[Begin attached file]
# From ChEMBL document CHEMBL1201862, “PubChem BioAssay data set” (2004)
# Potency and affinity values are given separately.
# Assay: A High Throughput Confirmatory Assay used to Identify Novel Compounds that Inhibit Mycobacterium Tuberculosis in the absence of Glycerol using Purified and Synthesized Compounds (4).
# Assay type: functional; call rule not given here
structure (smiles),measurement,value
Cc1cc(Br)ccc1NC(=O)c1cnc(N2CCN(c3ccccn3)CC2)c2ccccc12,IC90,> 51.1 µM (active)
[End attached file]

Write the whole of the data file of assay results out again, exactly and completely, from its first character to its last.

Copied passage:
# From ChEMBL document CHEMBL1201862, “PubChem BioAssay data set” (2004)
# Potency and affinity values are given separately.
# Assay: A High Throughput Confirmatory Assay used to Identify Novel Compounds that Inhibit Mycobacterium Tuberculosis in the absence of Glycerol using Purified and Synthesized Compounds (4).
# Assay type: functional; call rule not given here
structure (smiles),measurement,value
Cc1cc(Br)ccc1NC(=O)c1cnc(N2CCN(c3ccccn3)CC2)c2ccccc12,IC90,> 51.1 µM (active)